Note: This advice is given by the CAP Executive about non-broadcast advertising. It does not constitute legal advice. It does not bind CAP, CAP advisory panels or the Advertising Standards Authority.
When quoting circulation or distribution figures for publications, marketers should ensure that they hold documentary evidence to prove their stated claims. The ASA normally considers that these figures should be audited by an independent robust and industry recognised auditor, such as the Audit Bureau of Circulations (ABC).
In the past, marketers have included “readership” figures in their ads based on estimations, surveys, an assumption that members would pass on a publication to other people and that those people would then read the publication. This and figures extrapolated from circulation figures are unlikely to be accurate. CAP recommends that readership figures are independently audited in order to avoid misleading consumers (MI6 Confidential, 7 September 2011, National Pharmacy Association, 15 December 2010, River Newspapers NI Ltd, 10 June 2009). And, marketers should not imply that all the figures stated in an ad have been independently measured or audited if they have not (Archant Ltd, 11 March 2009).
A complaint about an ad which stated, “Tomorrow's Cleaning Circulated to over 57,000 recipients, three times a month...Tomorrow's Flooring Circulated to over 31,000 recipients, three times a month...Tomorrow's FM Circulation 62,141” was upheld in 2011. The ASA considered that the figures were misleading because they had not been audited by the ABC or another industry recognised auditor, especially as consumers would be likely to compare those figures with audited figures quoted by competitors (Opus Business Media Ltd, 14 December 2011).
No. 1 claims
In general, the ASA will regard a No.1 claim to mean best-selling, unless indicated otherwise. The ASA did not rule against an ad which stated, “Stroud Life is Stroud's No 1 newspaper. According to the latest ABC circulations figures we circulate 1,877 more copies than the Stroud News and Journal...” because the No 1 claim was qualified by the ABC audited circulation figures and because it considered that readers were likely to understand that the No.1 claim referred to Stroud Life's circulation, compared to other local newspapers (Northcliffe Media Ltd, 21 October 2009). See No.1 claims.
Moreover, in 2010 the ASA upheld a complaint about an ad which stated, “The best-read county magazine in Dorset” because it considered that consumers would be likely to interpret the claim as a best-selling claim, which the marketer was unable to substantiate with sales figures (The Dorset Magazine Ltd, 17 March 2010).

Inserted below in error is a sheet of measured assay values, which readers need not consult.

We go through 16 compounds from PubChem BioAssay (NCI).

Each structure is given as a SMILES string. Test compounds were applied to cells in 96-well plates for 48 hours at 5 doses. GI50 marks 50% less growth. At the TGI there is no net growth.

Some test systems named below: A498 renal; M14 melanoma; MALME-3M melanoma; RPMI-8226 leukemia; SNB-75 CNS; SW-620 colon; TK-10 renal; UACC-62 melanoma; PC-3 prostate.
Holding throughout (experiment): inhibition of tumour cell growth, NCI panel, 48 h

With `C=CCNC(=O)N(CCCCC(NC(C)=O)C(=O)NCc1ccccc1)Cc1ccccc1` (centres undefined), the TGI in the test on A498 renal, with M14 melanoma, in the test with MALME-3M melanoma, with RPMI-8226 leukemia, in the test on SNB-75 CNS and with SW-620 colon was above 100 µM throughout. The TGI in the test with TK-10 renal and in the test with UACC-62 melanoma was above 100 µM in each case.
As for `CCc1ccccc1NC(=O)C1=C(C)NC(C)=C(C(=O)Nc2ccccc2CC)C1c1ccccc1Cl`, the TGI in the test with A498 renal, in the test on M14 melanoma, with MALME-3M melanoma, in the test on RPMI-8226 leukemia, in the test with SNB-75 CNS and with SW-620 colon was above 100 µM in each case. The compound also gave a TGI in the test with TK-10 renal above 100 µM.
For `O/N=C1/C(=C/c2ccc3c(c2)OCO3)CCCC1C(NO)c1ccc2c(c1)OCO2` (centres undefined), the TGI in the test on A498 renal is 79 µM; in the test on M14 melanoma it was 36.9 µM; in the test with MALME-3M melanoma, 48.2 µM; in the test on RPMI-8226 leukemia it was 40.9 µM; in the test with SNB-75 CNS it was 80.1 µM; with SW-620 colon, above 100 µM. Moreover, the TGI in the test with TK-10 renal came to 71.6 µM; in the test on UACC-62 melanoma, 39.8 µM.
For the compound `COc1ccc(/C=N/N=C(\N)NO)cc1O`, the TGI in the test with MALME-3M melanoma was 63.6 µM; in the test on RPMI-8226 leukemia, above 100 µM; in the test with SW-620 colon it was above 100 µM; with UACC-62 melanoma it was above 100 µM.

Comparisons with identifiable competitors should be based on objective criteria and should be presented in a way that is unlikely to mislead (Rule 3.33). The comparison should be verifiable, which means that readers should have access to the information on which the comparison is made, and the ad should signpost where consumers can access that information (3.35). The data for comparisons with an unidentifiable competitor does not need to be verified by consumers, although appropriate documentary evidence should still be held (3.38). See Comparisons: General and Comparisons: Verifiability.
Circulation and distribution figures
Marketers should be careful not to describe their figures as “circulation” figures (for example in terms of sales) if they relate specifically to “distribution” (for example, the number of publications which have been dispatched). CAP understands that there are different classifications for data which relate to circulation and distribution. If marketers are unsure about how their data has been classified and can subsequently be defined in this respect, they should check with their auditor. However, marketers should consider carefully how readers are likely to interpret their stated claims. The ASA has previously considered that the claimed “circulation” figures of a publication would be understood to mean that this was the number of copies that had actually reached the intended readership. Because the marketer’s data related to distribution figures, the description was considered to be misleading (Spyhole Press Ltd, 22 July 2009).